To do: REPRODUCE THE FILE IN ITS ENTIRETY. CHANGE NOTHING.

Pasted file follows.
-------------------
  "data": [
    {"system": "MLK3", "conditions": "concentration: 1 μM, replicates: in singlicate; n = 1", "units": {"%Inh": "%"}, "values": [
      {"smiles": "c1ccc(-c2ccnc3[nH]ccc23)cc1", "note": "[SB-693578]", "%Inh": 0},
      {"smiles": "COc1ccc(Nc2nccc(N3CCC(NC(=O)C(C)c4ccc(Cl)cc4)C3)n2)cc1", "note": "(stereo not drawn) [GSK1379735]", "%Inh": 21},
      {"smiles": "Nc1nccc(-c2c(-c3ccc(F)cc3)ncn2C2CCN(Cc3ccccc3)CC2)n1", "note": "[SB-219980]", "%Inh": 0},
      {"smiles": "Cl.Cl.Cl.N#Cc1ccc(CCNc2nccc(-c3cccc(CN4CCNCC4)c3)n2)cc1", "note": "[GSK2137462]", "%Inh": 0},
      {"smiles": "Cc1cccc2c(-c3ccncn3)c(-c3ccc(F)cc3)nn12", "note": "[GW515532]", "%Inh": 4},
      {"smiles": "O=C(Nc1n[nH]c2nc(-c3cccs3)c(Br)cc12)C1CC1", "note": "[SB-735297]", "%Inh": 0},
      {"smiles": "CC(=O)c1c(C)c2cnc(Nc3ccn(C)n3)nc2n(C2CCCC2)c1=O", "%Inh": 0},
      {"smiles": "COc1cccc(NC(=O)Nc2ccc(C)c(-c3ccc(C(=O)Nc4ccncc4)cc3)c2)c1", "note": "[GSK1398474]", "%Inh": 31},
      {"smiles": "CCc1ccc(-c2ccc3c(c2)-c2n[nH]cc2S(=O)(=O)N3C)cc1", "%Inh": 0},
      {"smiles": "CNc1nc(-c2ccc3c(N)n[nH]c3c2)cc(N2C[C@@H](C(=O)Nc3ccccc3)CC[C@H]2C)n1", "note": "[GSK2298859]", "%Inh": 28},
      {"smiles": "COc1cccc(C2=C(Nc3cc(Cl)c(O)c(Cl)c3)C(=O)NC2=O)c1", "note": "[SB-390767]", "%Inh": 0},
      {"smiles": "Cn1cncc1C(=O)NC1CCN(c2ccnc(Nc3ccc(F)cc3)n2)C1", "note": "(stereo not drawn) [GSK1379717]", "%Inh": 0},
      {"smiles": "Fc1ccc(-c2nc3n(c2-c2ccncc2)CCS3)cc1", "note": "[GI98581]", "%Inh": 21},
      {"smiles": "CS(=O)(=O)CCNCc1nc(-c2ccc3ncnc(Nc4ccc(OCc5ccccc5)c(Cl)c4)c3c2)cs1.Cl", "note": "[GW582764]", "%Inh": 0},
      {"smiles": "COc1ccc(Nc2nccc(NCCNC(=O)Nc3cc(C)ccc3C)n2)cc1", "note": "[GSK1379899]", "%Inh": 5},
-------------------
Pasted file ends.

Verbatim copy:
  "data": [
    {"system": "MLK3", "conditions": "concentration: 1 μM, replicates: in singlicate; n = 1", "units": {"%Inh": "%"}, "values": [
      {"smiles": "c1ccc(-c2ccnc3[nH]ccc23)cc1", "note": "[SB-693578]", "%Inh": 0},
      {"smiles": "COc1ccc(Nc2nccc(N3CCC(NC(=O)C(C)c4ccc(Cl)cc4)C3)n2)cc1", "note": "(stereo not drawn) [GSK1379735]", "%Inh": 21},
      {"smiles": "Nc1nccc(-c2c(-c3ccc(F)cc3)ncn2C2CCN(Cc3ccccc3)CC2)n1", "note": "[SB-219980]", "%Inh": 0},
      {"smiles": "Cl.Cl.Cl.N#Cc1ccc(CCNc2nccc(-c3cccc(CN4CCNCC4)c3)n2)cc1", "note": "[GSK2137462]", "%Inh": 0},
      {"smiles": "Cc1cccc2c(-c3ccncn3)c(-c3ccc(F)cc3)nn12", "note": "[GW515532]", "%Inh": 4},
      {"smiles": "O=C(Nc1n[nH]c2nc(-c3cccs3)c(Br)cc12)C1CC1", "note": "[SB-735297]", "%Inh": 0},
      {"smiles": "CC(=O)c1c(C)c2cnc(Nc3ccn(C)n3)nc2n(C2CCCC2)c1=O", "%Inh": 0},
      {"smiles": "COc1cccc(NC(=O)Nc2ccc(C)c(-c3ccc(C(=O)Nc4ccncc4)cc3)c2)c1", "note": "[GSK1398474]", "%Inh": 31},
      {"smiles": "CCc1ccc(-c2ccc3c(c2)-c2n[nH]cc2S(=O)(=O)N3C)cc1", "%Inh": 0},
      {"smiles": "CNc1nc(-c2ccc3c(N)n[nH]c3c2)cc(N2C[C@@H](C(=O)Nc3ccccc3)CC[C@H]2C)n1", "note": "[GSK2298859]", "%Inh": 28},
      {"smiles": "COc1cccc(C2=C(Nc3cc(Cl)c(O)c(Cl)c3)C(=O)NC2=O)c1", "note": "[SB-390767]", "%Inh": 0},
      {"smiles": "Cn1cncc1C(=O)NC1CCN(c2ccnc(Nc3ccc(F)cc3)n2)C1", "note": "(stereo not drawn) [GSK1379717]", "%Inh": 0},
      {"smiles": "Fc1ccc(-c2nc3n(c2-c2ccncc2)CCS3)cc1", "note": "[GI98581]", "%Inh": 21},
      {"smiles": "CS(=O)(=O)CCNCc1nc(-c2ccc3ncnc(Nc4ccc(OCc5ccccc5)c(Cl)c4)c3c2)cs1.Cl", "note": "[GW582764]", "%Inh": 0},
      {"smiles": "COc1ccc(Nc2nccc(NCCNC(=O)Nc3cc(C)ccc3C)n2)cc1", "note": "[GSK1379899]", "%Inh": 5},